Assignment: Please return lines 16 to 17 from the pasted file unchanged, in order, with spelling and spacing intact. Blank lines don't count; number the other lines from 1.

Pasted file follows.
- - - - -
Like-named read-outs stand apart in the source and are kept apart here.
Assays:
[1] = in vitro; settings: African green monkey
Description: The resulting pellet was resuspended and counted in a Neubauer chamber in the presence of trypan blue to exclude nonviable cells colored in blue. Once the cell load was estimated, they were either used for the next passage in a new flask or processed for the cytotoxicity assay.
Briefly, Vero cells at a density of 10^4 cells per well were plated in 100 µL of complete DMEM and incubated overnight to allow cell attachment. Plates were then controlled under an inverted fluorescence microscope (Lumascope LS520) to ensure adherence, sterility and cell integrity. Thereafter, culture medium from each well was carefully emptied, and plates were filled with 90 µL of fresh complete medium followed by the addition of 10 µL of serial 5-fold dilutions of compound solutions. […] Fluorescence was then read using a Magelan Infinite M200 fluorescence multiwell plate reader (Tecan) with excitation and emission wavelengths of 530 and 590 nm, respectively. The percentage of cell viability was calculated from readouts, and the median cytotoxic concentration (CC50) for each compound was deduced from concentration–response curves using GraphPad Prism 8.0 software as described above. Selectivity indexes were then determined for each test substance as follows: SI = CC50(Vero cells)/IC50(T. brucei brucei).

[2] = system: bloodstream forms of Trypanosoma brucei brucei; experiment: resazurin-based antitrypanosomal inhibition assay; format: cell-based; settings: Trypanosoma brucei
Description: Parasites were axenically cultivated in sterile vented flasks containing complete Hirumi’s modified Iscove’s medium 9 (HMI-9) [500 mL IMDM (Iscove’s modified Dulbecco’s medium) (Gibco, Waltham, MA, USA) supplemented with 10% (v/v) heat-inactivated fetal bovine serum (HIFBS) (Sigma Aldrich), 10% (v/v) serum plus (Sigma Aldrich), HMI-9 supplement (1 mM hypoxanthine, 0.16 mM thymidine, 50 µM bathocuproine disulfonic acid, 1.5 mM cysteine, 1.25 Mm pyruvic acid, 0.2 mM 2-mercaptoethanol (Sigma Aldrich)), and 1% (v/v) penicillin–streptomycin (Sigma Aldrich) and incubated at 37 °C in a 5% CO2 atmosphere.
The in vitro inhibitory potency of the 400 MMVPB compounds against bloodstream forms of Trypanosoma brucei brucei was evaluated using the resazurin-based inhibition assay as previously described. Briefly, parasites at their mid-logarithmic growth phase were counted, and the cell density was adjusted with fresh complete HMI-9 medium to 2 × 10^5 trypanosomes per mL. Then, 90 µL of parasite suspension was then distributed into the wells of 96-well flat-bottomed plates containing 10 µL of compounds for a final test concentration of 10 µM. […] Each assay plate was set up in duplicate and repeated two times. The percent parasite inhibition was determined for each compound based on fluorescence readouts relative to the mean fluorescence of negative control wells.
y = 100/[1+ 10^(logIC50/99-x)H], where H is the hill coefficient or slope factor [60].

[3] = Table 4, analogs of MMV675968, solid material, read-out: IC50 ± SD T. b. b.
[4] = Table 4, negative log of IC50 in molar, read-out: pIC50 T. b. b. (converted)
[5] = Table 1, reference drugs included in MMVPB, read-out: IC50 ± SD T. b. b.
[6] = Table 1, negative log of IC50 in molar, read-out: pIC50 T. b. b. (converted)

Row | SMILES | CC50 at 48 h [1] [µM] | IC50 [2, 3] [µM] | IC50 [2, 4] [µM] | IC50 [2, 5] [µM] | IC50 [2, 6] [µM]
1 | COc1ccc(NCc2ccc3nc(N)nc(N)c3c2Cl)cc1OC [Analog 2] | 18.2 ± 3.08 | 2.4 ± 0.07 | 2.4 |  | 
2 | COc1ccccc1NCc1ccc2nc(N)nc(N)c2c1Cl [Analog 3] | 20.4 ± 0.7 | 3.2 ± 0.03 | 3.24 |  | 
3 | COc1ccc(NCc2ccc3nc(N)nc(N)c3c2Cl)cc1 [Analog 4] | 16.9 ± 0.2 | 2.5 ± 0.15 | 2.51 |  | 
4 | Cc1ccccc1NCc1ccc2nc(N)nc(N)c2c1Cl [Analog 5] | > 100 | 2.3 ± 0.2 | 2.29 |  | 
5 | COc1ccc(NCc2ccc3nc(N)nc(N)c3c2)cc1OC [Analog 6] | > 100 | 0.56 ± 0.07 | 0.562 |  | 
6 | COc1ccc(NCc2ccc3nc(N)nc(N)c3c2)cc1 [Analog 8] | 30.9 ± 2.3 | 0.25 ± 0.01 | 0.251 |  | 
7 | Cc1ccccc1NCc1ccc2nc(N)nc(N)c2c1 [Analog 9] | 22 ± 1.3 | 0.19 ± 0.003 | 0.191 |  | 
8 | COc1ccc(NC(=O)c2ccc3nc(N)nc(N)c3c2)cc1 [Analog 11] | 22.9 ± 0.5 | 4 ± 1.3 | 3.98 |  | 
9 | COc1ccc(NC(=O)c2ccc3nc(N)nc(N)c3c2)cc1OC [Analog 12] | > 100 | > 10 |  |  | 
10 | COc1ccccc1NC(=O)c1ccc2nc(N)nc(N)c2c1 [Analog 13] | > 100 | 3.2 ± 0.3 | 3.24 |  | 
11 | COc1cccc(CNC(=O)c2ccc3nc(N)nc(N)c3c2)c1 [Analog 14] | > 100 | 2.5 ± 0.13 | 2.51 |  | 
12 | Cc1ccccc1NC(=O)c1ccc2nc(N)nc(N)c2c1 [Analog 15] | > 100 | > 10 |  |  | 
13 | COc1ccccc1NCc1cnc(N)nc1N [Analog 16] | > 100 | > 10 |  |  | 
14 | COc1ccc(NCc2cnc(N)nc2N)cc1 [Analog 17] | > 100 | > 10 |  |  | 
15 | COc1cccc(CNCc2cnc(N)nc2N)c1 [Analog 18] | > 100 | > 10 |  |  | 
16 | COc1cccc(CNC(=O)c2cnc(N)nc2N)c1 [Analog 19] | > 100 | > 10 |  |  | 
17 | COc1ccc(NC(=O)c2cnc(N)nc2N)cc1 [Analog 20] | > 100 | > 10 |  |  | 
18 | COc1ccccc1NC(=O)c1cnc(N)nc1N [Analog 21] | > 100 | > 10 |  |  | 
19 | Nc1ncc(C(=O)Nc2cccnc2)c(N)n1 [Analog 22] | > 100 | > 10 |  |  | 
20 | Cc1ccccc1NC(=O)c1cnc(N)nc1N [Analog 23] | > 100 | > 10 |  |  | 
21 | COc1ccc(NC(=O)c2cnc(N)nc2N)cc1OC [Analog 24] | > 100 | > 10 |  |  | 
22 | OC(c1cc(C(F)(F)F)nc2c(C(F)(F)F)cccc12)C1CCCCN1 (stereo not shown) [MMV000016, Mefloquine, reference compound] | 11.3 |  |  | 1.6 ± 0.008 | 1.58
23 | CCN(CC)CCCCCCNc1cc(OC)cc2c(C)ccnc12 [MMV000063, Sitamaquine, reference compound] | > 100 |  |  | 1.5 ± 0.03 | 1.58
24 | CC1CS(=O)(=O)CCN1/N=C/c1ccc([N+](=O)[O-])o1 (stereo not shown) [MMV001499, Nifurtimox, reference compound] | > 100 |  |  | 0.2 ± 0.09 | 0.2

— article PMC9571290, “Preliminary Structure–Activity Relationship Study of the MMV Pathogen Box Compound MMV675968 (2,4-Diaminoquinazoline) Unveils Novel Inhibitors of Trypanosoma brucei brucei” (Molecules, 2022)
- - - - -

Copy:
2 | COc1ccccc1NCc1ccc2nc(N)nc(N)c2c1Cl [Analog 3] | 20.4 ± 0.7 | 3.2 ± 0.03 | 3.24 |  | 
3 | COc1ccc(NCc2ccc3nc(N)nc(N)c3c2Cl)cc1 [Analog 4] | 16.9 ± 0.2 | 2.5 ± 0.15 | 2.51 |  | 